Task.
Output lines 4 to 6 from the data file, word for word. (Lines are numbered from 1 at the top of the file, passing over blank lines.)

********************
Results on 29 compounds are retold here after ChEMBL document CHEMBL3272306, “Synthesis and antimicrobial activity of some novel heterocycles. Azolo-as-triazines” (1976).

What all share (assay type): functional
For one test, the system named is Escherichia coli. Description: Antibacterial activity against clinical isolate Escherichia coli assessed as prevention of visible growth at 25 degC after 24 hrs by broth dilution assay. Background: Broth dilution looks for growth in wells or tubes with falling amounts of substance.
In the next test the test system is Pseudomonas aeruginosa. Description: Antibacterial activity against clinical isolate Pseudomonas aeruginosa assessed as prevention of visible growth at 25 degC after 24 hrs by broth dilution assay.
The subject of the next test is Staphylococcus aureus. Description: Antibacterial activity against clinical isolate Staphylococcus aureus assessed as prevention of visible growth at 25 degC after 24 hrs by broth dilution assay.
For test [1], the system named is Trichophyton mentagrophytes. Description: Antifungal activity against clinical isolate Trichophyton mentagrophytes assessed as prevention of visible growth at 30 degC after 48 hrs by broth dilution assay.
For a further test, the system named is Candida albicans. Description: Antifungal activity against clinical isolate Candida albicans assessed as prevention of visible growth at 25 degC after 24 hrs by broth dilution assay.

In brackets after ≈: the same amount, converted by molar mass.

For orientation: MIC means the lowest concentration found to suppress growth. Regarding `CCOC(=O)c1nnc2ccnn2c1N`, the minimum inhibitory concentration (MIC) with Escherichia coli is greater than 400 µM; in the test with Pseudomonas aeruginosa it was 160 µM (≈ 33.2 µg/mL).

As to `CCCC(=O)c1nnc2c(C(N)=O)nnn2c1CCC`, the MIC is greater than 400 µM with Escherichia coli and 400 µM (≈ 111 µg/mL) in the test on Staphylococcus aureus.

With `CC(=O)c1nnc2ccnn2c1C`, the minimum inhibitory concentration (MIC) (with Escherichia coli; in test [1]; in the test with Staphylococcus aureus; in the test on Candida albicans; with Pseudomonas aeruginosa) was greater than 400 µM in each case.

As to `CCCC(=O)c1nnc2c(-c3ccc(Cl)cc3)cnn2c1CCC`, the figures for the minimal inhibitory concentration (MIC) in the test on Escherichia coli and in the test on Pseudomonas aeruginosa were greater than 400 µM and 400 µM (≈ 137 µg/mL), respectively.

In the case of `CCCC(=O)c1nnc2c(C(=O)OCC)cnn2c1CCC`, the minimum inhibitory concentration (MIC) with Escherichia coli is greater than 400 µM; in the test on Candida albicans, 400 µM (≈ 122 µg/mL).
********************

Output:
In the next test the test system is Pseudomonas aeruginosa. Description: Antibacterial activity against clinical isolate Pseudomonas aeruginosa assessed as prevention of visible growth at 25 degC after 24 hrs by broth dilution assay.
The subject of the next test is Staphylococcus aureus. Description: Antibacterial activity against clinical isolate Staphylococcus aureus assessed as prevention of visible growth at 25 degC after 24 hrs by broth dilution assay.
For test [1], the system named is Trichophyton mentagrophytes. Description: Antifungal activity against clinical isolate Trichophyton mentagrophytes assessed as prevention of visible growth at 30 degC after 48 hrs by broth dilution assay.